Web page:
How Global Shipping Tensions Are Inflating Energy Bills


For months, Houthi rebels have attacked marine traffic in the Red Sea – and more recently in the Indian Ocean – in protest of Israel’s conflict with Hamas in Gaza. The Houthis argue that they are targeting Israeli-owned ships or those that are bringing goods into Israel, although non-Israel affiliated ships have been attacked as well. The threat has increased shipping rates, as some maritime traffic has moved away from the Red Sea and is traveling the longer route around Africa to avoid potential confrontation with Houthi rebels, using more fuel for the longer route and taking more time to complete their voyage.

In fact, as much as 15% of global maritime traffic has been affected by the Houthi activity, including significant movement of crude oil, which puts upward pressure on global oil prices, as more fuel and time is needed to travel around Africa as an alternate route.

The Houthi activity demonstrates a factor often overlooked by casual observers of the oil and gas industry. Price for oil and gas (and for that matter all products) are impacted not only by the cost to produce the product, but by the ability to bring the product to market.

The transportation of oil, petroleum products and natural gas is especially important in regards to energy prices. Referred to as the “midstream segment” within the oil and natural gas industry, transportation (including pipelines, ships and rail cars) is often overlooked when discussing impacts on consumer price.

As an example, anticipating a potential refined product export ban from the administration in July 2022, the American Council for Capital Formation (ACCF) released a study on the price impacts of such a ban. Our analysis found that a ban on U.S. refined product exports would likely lead to price hikes on both east and west coasts, as there would be inadequate infrastructure (pipelines and Jones Act-compliant vessels) to bring products to products to the markets where they would be needed. While there would be some price reductions in areas near the refinery centers, the overall impact for the country would be a net increase in product price. Further, without the ability to export products, refinery throughput would decrease, along with domestic crude production (and U.S. jobs, economic activity and domestic energy security).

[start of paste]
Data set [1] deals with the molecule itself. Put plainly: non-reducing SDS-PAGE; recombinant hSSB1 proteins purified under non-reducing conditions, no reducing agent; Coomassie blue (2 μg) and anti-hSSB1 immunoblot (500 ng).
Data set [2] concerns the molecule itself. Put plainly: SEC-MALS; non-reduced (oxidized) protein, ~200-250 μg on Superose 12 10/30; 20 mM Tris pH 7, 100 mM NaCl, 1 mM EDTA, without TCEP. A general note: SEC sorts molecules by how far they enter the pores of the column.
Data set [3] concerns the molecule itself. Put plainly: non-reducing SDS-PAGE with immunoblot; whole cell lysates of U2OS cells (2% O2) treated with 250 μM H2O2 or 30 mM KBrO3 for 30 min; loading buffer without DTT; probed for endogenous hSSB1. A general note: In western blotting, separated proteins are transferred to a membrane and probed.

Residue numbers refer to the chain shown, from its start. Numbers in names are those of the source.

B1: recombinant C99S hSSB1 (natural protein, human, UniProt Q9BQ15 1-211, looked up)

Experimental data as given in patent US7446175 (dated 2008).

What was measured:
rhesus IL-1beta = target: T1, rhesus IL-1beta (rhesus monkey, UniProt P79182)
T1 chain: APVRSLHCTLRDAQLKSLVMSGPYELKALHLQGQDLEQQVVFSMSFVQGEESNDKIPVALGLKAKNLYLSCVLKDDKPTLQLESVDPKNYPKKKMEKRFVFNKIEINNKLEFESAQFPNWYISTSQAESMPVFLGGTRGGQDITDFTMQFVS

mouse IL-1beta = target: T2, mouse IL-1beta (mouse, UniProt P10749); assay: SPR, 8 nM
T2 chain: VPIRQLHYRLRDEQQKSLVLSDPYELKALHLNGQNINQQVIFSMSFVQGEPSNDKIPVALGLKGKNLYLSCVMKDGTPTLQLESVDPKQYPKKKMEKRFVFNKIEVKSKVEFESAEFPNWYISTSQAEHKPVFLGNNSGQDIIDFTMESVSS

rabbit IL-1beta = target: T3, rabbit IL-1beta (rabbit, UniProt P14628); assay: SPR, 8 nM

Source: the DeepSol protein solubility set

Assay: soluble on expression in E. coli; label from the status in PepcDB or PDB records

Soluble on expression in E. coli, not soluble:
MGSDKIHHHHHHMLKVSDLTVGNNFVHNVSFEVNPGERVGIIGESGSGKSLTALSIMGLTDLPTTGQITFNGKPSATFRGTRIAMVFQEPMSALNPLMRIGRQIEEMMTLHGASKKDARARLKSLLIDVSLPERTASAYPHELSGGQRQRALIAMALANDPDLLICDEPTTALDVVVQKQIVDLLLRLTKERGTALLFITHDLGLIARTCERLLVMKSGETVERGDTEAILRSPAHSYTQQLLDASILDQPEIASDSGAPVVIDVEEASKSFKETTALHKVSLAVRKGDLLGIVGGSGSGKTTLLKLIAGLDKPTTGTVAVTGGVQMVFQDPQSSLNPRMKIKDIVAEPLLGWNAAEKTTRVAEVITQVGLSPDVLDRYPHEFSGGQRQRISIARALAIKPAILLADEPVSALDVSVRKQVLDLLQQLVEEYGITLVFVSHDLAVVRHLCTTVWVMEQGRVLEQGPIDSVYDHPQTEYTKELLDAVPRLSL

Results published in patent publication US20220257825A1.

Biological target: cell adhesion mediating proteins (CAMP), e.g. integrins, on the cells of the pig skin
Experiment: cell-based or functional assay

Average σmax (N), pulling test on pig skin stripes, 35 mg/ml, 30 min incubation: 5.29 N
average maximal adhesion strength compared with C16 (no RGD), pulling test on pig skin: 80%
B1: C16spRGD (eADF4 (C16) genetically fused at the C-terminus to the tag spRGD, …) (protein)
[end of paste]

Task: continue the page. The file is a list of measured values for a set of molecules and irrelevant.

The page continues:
Another ACCF-sponsored study released in May 2023 also found that transportation infrastructure for oil and gas has a significant impact on price. The study found that restricting exports of natural gas would have very little impact on domestic gas price. However, the ability to move natural gas throughout the continental U.S. could have a significant impact on lowering costs. In fact, the study estimated that domestic gas price could decrease by as much as 40 cents per MBtu with improved pipeline infrastructure.

Clearly, the midstream segment is an important factor in the energy prices consumers pay. Whether on sea or land, security and adequate capacity of transportation infrastructure is essential to ensure reasonable cost to energy consumers.